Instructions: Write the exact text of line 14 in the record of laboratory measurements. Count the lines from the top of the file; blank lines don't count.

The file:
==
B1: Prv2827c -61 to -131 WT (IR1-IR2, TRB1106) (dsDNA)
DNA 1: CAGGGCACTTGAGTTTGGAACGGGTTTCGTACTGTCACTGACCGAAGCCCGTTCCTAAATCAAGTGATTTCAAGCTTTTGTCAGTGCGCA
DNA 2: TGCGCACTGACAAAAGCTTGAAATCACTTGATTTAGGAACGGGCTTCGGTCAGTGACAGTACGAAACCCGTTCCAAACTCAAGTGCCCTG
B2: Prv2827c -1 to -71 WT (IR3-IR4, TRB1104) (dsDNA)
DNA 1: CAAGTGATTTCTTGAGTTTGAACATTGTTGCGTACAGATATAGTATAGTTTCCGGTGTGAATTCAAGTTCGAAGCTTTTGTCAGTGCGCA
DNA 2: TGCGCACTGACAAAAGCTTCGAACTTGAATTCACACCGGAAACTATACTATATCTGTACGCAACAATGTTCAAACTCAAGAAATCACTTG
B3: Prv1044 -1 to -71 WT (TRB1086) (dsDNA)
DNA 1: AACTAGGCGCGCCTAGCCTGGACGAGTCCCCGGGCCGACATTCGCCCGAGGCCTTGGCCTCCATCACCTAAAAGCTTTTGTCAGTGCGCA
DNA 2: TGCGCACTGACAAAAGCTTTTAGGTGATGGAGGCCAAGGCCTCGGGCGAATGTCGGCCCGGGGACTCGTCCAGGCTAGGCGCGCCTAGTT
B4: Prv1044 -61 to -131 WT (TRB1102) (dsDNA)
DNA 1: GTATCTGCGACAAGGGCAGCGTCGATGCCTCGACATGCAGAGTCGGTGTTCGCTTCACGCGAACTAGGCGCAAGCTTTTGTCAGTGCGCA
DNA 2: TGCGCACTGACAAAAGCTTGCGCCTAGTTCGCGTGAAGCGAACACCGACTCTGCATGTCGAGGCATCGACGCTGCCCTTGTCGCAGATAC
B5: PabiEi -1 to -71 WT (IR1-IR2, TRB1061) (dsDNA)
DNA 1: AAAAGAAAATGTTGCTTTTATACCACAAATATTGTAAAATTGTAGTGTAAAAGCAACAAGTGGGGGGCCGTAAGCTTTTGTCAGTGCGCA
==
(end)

DNA 1: AAAAGAAAATGTTGCTTTTATACCACAAATATTGTAAAATTGTAGTGTAAAAGCAACAAGTGGGGGGCCGTAAGCTTTTGTCAGTGCGCA